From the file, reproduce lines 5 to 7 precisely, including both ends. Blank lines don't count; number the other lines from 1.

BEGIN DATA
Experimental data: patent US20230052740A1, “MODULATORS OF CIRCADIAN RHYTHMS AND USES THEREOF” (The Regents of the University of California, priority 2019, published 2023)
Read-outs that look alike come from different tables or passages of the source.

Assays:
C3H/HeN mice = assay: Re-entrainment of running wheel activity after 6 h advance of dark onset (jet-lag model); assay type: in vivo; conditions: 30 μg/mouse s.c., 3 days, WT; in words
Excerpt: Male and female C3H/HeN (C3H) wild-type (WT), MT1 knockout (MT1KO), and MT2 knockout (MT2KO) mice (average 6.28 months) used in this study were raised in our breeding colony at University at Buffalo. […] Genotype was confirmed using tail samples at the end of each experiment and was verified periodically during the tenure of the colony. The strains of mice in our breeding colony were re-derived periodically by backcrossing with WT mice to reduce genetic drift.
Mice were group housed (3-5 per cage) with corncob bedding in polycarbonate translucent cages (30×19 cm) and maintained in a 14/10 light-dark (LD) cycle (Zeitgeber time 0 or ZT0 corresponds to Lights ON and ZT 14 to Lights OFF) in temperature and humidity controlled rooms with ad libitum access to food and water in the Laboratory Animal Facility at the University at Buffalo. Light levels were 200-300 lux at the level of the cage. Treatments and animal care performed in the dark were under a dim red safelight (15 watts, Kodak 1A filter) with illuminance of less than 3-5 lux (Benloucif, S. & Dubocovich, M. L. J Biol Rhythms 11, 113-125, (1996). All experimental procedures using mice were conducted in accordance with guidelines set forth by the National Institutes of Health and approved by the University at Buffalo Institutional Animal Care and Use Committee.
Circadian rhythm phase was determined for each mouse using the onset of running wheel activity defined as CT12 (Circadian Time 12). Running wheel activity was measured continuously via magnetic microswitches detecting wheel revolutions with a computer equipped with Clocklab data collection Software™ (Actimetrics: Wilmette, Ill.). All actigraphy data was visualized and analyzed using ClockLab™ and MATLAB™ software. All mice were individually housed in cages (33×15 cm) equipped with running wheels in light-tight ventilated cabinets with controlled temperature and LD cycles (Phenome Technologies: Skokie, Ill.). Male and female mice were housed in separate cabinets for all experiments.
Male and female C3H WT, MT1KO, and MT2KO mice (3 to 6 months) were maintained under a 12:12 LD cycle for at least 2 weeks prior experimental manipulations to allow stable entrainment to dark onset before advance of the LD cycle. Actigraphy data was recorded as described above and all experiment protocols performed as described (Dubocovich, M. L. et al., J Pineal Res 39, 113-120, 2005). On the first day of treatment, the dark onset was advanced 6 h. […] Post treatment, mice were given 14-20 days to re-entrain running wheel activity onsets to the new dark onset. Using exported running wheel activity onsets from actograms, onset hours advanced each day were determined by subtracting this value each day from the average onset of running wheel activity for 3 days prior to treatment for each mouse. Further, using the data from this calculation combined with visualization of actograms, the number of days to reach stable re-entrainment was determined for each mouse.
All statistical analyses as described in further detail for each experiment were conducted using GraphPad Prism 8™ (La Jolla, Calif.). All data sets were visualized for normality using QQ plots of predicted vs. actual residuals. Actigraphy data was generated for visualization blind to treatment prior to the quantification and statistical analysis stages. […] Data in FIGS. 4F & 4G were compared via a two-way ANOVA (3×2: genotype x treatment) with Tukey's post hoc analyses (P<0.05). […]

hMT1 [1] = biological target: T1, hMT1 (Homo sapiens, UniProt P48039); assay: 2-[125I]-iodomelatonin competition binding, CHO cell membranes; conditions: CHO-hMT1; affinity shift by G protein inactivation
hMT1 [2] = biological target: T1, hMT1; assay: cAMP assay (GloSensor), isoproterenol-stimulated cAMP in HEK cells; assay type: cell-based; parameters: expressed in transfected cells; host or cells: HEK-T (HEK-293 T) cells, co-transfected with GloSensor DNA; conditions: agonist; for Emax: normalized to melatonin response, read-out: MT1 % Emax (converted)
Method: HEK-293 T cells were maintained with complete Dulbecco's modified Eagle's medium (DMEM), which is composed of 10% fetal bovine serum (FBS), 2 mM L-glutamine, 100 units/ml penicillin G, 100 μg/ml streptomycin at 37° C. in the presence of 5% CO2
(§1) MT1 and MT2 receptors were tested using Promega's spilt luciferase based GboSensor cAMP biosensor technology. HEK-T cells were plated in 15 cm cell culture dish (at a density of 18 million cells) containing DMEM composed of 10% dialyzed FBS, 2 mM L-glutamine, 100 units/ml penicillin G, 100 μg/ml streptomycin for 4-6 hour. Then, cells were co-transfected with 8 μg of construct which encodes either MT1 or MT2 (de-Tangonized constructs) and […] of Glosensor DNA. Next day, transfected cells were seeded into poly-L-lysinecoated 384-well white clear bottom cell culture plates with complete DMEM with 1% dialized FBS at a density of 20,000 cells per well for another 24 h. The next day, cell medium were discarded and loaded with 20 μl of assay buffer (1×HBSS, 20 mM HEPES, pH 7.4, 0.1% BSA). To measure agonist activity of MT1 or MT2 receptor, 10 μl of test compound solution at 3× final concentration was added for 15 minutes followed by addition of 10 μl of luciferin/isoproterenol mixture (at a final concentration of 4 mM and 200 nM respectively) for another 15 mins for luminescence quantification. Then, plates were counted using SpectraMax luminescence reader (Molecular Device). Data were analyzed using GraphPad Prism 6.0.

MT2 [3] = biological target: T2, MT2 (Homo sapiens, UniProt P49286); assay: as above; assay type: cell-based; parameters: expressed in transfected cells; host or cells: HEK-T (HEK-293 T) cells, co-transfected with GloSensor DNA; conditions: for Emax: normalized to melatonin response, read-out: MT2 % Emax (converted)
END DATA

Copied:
Excerpt: Male and female C3H/HeN (C3H) wild-type (WT), MT1 knockout (MT1KO), and MT2 knockout (MT2KO) mice (average 6.28 months) used in this study were raised in our breeding colony at University at Buffalo. […] Genotype was confirmed using tail samples at the end of each experiment and was verified periodically during the tenure of the colony. The strains of mice in our breeding colony were re-derived periodically by backcrossing with WT mice to reduce genetic drift.
Mice were group housed (3-5 per cage) with corncob bedding in polycarbonate translucent cages (30×19 cm) and maintained in a 14/10 light-dark (LD) cycle (Zeitgeber time 0 or ZT0 corresponds to Lights ON and ZT 14 to Lights OFF) in temperature and humidity controlled rooms with ad libitum access to food and water in the Laboratory Animal Facility at the University at Buffalo. Light levels were 200-300 lux at the level of the cage. Treatments and animal care performed in the dark were under a dim red safelight (15 watts, Kodak 1A filter) with illuminance of less than 3-5 lux (Benloucif, S. & Dubocovich, M. L. J Biol Rhythms 11, 113-125, (1996). All experimental procedures using mice were conducted in accordance with guidelines set forth by the National Institutes of Health and approved by the University at Buffalo Institutional Animal Care and Use Committee.
Circadian rhythm phase was determined for each mouse using the onset of running wheel activity defined as CT12 (Circadian Time 12). Running wheel activity was measured continuously via magnetic microswitches detecting wheel revolutions with a computer equipped with Clocklab data collection Software™ (Actimetrics: Wilmette, Ill.). All actigraphy data was visualized and analyzed using ClockLab™ and MATLAB™ software. All mice were individually housed in cages (33×15 cm) equipped with running wheels in light-tight ventilated cabinets with controlled temperature and LD cycles (Phenome Technologies: Skokie, Ill.). Male and female mice were housed in separate cabinets for all experiments.